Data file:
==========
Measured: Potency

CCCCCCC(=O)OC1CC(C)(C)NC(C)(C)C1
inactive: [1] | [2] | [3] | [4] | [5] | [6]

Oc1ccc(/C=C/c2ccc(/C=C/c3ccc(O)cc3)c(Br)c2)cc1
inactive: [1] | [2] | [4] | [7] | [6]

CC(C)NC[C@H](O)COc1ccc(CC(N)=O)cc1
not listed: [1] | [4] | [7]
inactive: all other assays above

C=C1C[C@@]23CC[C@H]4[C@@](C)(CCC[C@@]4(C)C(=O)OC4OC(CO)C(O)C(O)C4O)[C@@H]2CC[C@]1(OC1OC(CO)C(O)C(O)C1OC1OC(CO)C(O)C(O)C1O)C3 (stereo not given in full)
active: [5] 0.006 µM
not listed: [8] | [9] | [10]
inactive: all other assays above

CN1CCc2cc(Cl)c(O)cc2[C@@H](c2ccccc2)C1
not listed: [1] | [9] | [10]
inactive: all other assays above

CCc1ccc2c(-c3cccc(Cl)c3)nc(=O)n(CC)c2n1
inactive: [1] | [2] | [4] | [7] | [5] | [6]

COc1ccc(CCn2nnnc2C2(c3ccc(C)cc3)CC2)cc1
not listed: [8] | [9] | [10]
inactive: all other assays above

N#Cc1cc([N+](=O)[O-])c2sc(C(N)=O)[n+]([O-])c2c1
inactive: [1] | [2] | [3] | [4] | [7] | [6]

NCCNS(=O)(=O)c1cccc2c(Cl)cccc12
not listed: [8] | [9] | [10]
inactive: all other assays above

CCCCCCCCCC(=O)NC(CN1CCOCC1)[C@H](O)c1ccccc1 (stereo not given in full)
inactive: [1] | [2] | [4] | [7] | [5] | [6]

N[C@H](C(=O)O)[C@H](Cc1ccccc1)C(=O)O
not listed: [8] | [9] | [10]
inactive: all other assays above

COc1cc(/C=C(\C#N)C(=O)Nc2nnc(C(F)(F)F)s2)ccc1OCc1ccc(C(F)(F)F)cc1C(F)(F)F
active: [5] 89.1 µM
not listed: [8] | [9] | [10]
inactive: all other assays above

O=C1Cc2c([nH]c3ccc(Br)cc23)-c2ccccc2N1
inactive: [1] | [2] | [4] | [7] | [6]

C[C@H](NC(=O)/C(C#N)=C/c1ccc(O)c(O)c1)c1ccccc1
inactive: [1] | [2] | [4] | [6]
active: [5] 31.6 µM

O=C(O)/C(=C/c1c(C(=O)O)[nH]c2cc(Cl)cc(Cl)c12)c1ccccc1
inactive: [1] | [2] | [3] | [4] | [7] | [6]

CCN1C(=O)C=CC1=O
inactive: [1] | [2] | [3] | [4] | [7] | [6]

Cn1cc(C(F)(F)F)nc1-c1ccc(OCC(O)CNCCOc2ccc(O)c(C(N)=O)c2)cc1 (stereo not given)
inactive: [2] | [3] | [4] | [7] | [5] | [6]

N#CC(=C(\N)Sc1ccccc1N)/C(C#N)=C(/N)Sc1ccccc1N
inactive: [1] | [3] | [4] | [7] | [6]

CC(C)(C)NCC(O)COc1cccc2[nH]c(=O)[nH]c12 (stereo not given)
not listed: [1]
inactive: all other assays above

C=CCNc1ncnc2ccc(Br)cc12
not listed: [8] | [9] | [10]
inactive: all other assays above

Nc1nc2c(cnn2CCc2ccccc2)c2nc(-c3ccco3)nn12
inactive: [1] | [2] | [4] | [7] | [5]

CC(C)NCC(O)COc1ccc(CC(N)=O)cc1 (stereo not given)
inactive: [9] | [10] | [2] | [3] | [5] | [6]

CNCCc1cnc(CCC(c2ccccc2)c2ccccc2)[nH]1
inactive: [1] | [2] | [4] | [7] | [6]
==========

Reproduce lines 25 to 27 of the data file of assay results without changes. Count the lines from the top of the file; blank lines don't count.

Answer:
inactive: all other assays above

CCCCCCCCCC(=O)NC(CN1CCOCC1)[C@H](O)c1ccccc1 (stereo not given in full)
inactive: [1] | [2] | [4] | [7] | [5] | [6]